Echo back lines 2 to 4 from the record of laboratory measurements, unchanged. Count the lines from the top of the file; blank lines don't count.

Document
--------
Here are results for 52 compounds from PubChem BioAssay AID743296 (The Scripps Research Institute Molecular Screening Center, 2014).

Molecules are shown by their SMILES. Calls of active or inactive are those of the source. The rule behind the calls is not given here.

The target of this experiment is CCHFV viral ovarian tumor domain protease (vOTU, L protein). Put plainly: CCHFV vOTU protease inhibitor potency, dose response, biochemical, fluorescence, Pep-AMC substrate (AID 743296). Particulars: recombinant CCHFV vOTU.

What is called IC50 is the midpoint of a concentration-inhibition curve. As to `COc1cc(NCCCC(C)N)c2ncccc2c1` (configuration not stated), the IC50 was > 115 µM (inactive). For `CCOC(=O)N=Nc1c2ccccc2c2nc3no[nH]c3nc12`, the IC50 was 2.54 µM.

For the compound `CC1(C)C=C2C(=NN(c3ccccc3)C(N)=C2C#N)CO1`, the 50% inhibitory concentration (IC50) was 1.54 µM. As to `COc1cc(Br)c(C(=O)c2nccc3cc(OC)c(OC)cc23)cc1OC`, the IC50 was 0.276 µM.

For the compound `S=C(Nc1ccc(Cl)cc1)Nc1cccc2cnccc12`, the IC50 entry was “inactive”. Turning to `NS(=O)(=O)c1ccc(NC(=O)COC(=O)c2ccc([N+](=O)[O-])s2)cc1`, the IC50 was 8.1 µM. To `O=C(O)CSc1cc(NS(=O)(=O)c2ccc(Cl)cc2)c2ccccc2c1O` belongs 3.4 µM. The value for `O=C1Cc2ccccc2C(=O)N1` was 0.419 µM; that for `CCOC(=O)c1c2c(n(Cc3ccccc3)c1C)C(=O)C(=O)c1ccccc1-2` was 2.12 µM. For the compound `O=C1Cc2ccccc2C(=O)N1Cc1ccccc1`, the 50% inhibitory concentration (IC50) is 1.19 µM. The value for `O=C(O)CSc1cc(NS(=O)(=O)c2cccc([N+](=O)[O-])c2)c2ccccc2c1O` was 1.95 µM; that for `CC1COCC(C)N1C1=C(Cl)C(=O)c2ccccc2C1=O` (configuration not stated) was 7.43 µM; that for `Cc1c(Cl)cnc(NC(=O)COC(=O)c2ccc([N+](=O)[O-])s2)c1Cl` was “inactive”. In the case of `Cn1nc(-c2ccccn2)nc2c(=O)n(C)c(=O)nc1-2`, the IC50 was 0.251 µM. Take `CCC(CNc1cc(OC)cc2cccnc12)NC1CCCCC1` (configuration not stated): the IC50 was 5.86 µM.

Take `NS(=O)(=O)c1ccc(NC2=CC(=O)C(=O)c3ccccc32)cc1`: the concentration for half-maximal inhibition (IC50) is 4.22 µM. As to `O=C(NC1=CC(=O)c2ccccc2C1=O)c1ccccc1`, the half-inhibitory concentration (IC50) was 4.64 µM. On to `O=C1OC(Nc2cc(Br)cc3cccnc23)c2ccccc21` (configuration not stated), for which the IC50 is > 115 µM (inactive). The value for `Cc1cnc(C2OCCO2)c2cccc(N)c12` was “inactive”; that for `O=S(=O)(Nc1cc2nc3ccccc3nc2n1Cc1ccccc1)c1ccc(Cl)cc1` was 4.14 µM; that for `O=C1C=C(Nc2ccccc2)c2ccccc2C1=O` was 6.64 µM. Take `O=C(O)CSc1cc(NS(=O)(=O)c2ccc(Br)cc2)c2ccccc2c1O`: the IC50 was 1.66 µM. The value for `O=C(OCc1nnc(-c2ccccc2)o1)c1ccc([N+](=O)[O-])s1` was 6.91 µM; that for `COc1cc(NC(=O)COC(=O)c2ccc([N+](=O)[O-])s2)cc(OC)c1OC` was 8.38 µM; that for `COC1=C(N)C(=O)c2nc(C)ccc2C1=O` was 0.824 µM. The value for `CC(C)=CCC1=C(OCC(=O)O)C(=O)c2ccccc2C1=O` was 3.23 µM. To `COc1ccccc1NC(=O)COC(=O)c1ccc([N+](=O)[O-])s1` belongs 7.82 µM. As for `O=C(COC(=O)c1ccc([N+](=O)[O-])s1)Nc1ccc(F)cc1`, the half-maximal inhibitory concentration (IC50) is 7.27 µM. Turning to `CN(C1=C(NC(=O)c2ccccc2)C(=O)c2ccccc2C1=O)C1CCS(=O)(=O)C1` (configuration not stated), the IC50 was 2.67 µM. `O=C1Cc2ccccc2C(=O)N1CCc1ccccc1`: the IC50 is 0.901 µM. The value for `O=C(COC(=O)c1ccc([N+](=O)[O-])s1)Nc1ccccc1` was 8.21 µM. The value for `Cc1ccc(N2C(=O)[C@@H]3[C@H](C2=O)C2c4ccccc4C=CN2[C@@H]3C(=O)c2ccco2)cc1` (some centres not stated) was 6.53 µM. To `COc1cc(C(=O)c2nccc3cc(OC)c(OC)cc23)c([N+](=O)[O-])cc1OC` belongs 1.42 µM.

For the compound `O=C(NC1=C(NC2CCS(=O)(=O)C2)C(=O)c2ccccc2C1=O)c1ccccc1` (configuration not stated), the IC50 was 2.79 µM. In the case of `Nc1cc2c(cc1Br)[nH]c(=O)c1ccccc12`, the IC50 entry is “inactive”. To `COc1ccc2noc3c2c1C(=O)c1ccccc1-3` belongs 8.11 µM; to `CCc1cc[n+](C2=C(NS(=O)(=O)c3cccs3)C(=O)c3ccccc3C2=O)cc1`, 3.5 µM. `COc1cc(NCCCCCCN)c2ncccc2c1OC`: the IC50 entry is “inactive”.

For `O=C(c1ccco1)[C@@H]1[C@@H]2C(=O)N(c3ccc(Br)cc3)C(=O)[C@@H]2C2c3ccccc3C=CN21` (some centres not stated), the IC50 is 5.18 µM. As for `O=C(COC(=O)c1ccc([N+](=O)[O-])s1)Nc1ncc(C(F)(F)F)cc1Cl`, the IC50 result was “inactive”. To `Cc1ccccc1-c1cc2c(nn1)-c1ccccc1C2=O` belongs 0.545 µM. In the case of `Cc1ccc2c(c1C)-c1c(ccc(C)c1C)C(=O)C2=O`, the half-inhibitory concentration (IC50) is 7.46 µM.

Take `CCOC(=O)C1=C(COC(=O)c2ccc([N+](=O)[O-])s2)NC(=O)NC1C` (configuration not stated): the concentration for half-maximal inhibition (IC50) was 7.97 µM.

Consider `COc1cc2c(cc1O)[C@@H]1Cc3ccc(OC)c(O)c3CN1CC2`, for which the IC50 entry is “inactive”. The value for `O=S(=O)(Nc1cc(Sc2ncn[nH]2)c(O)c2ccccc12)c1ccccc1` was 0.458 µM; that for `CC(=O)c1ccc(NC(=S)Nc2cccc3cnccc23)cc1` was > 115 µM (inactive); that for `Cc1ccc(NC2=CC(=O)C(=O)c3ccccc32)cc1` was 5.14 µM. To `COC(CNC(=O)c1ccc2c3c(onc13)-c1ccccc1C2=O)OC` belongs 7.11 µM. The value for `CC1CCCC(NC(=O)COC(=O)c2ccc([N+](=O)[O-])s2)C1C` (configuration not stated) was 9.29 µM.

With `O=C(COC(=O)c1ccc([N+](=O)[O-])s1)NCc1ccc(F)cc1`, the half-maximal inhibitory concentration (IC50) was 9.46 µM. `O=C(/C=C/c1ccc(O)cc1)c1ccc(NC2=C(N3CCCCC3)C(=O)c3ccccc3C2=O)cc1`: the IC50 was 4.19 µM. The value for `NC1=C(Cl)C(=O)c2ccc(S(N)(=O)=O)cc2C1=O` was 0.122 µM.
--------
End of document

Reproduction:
Molecules are shown by their SMILES. Calls of active or inactive are those of the source. The rule behind the calls is not given here.

The target of this experiment is CCHFV viral ovarian tumor domain protease (vOTU, L protein). Put plainly: CCHFV vOTU protease inhibitor potency, dose response, biochemical, fluorescence, Pep-AMC substrate (AID 743296). Particulars: recombinant CCHFV vOTU.

What is called IC50 is the midpoint of a concentration-inhibition curve. As to `COc1cc(NCCCC(C)N)c2ncccc2c1` (configuration not stated), the IC50 was > 115 µM (inactive). For `CCOC(=O)N=Nc1c2ccccc2c2nc3no[nH]c3nc12`, the IC50 was 2.54 µM.